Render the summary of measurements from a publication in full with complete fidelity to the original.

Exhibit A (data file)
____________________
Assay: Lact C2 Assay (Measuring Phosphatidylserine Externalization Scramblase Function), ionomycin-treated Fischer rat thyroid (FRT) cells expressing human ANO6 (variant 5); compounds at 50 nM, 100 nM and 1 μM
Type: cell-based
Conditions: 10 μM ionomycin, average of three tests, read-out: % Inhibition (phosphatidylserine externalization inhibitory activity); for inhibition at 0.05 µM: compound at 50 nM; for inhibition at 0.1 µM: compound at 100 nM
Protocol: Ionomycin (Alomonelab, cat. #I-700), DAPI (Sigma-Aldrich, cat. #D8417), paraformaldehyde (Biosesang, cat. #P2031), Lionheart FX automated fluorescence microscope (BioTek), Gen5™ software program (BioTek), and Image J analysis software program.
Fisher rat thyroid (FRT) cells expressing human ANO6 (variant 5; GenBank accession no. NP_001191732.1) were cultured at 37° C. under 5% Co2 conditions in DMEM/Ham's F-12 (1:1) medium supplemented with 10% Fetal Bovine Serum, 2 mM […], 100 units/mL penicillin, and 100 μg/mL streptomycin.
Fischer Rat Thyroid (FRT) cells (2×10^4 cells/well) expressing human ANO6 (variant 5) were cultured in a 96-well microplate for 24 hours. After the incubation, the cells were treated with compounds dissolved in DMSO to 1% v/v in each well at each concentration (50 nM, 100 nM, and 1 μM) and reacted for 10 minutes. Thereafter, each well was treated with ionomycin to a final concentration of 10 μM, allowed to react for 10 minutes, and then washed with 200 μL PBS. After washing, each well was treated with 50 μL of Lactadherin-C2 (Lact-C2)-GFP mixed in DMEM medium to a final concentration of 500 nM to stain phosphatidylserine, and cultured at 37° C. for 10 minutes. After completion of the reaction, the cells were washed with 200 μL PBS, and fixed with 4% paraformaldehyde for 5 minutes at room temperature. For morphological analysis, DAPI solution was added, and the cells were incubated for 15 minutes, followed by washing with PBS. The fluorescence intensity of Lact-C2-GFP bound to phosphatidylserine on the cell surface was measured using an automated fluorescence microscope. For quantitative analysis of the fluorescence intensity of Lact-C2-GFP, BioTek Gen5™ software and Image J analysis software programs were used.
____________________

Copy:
Assay: Lact C2 Assay (Measuring Phosphatidylserine Externalization Scramblase Function), ionomycin-treated Fischer rat thyroid (FRT) cells expressing human ANO6 (variant 5); compounds at 50 nM, 100 nM and 1 μM
Type: cell-based
Conditions: 10 μM ionomycin, average of three tests, read-out: % Inhibition (phosphatidylserine externalization inhibitory activity); for inhibition at 0.05 µM: compound at 50 nM; for inhibition at 0.1 µM: compound at 100 nM
Protocol: Ionomycin (Alomonelab, cat. #I-700), DAPI (Sigma-Aldrich, cat. #D8417), paraformaldehyde (Biosesang, cat. #P2031), Lionheart FX automated fluorescence microscope (BioTek), Gen5™ software program (BioTek), and Image J analysis software program.
Fisher rat thyroid (FRT) cells expressing human ANO6 (variant 5; GenBank accession no. NP_001191732.1) were cultured at 37° C. under 5% Co2 conditions in DMEM/Ham's F-12 (1:1) medium supplemented with 10% Fetal Bovine Serum, 2 mM […], 100 units/mL penicillin, and 100 μg/mL streptomycin.
Fischer Rat Thyroid (FRT) cells (2×10^4 cells/well) expressing human ANO6 (variant 5) were cultured in a 96-well microplate for 24 hours. After the incubation, the cells were treated with compounds dissolved in DMSO to 1% v/v in each well at each concentration (50 nM, 100 nM, and 1 μM) and reacted for 10 minutes. Thereafter, each well was treated with ionomycin to a final concentration of 10 μM, allowed to react for 10 minutes, and then washed with 200 μL PBS. After washing, each well was treated with 50 μL of Lactadherin-C2 (Lact-C2)-GFP mixed in DMEM medium to a final concentration of 500 nM to stain phosphatidylserine, and cultured at 37° C. for 10 minutes. After completion of the reaction, the cells were washed with 200 μL PBS, and fixed with 4% paraformaldehyde for 5 minutes at room temperature. For morphological analysis, DAPI solution was added, and the cells were incubated for 15 minutes, followed by washing with PBS. The fluorescence intensity of Lact-C2-GFP bound to phosphatidylserine on the cell surface was measured using an automated fluorescence microscope. For quantitative analysis of the fluorescence intensity of Lact-C2-GFP, BioTek Gen5™ software and Image J analysis software programs were used.